Then last year, unable to bear the thought of not being there for her son, Hudak decided enough was enough. She set a quit date, a technique that experts recommend because it helps you mentally prepare. She would stop on her 35th birthday and gear up by getting healthier. She joined a gym and started eating more fruits and vegetables, and less meat.
Shaking up her routines helped, too. She temporarily swore off favorite cigarette accompaniments like coffee and red wine. And because her old “smoke-break spot” was on the front porch, she didn’t use her front door for six months.
Since quitting, Hudak, now 37, won the title of Mrs. Georgia United States 2008 and is now dedicated to spreading the word about the dangers of smoking. She is a spokeswoman for the National Lung Cancer Partnership and works to erase the stigma associated with the disease.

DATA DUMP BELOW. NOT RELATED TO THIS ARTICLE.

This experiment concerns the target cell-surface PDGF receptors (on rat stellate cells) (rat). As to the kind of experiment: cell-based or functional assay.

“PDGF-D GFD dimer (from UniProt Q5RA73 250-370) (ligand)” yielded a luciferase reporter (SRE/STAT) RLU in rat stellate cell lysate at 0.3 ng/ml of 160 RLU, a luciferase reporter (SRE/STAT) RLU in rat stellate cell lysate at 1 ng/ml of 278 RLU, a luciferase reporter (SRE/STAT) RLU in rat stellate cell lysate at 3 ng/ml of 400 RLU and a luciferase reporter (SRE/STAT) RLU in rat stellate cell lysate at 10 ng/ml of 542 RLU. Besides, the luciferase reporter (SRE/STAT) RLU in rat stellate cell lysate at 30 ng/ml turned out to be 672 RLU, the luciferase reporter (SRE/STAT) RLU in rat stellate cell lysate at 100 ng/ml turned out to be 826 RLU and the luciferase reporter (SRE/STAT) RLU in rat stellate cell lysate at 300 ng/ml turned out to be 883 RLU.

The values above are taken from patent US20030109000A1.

Diet and exercise changes can help quitters avoid weight gain, one thing that makes quitting difficult for women, says Erik Augustson, PhD, MPH, a behavioral scientist at the National Cancer Institute. And a recent Duke University study says cutting out caffeine and meat is important because they can make cigarettes taste better. Fruits, vegetables, and dairy products, on the other hand, don’t mask cigarettes’ nasty taste. Tiffany’s lifestyle changes gave her more energy than she could have imagined. “If I’d known life would be this good as a nonsmoker,” she says, “I would have quit a lot sooner!”
Hudak’s story was first published alongside the profiles of other quitters in the September 2007 issue of Health magazine. We called everyone in July 2008 to see how things were goingand no one had started smoking again!
What about you? Did you quit? Are you struggling with cigarettes now? Please email us at firstname.lastname@example.org (with "Quit Smoking" in the subject line) and share your strategies and struggles. You may help someone else overcome a nicotine dependence.